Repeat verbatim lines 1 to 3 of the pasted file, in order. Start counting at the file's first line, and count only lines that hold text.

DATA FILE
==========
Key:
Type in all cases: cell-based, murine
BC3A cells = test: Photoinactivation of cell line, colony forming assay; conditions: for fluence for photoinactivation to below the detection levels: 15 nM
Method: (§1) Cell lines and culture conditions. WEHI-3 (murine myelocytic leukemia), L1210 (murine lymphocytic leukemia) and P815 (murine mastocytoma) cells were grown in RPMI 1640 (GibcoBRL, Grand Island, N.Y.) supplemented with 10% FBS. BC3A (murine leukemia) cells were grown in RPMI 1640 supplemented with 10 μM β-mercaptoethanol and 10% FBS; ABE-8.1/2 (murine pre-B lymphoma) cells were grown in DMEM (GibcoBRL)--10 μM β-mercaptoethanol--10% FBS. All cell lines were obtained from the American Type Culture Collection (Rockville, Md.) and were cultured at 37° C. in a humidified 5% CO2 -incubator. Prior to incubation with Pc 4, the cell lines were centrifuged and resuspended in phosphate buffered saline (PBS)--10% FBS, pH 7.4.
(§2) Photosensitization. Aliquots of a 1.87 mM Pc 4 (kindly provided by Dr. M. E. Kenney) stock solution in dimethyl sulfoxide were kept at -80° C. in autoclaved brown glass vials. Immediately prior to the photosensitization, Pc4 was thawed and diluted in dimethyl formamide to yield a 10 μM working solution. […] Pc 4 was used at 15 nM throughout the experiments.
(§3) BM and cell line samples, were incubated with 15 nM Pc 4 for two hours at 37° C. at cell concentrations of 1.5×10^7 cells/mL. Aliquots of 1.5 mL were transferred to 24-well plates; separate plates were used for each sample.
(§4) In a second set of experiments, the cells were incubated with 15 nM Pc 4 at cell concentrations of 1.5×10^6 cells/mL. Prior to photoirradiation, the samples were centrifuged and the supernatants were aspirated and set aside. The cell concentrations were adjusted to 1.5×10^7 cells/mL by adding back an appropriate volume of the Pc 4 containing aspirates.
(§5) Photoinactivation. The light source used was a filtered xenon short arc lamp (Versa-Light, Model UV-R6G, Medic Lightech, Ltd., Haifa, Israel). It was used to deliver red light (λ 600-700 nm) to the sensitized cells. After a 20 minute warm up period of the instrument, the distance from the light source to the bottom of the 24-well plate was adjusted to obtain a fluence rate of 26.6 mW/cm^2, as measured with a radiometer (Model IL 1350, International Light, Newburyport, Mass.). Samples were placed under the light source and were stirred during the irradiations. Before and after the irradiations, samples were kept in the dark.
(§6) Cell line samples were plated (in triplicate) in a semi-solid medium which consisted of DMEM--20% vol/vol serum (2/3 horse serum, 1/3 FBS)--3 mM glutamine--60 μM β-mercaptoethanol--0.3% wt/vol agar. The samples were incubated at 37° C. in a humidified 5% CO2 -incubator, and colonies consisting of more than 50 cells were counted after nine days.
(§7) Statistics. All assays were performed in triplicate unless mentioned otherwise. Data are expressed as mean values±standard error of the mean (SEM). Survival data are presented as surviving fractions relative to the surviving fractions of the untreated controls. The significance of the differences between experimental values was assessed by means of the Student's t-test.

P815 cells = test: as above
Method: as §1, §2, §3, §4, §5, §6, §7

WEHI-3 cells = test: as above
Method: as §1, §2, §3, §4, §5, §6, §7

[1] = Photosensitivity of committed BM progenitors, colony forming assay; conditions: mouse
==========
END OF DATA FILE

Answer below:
Key:
Type in all cases: cell-based, murine
BC3A cells = test: Photoinactivation of cell line, colony forming assay; conditions: for fluence for photoinactivation to below the detection levels: 15 nM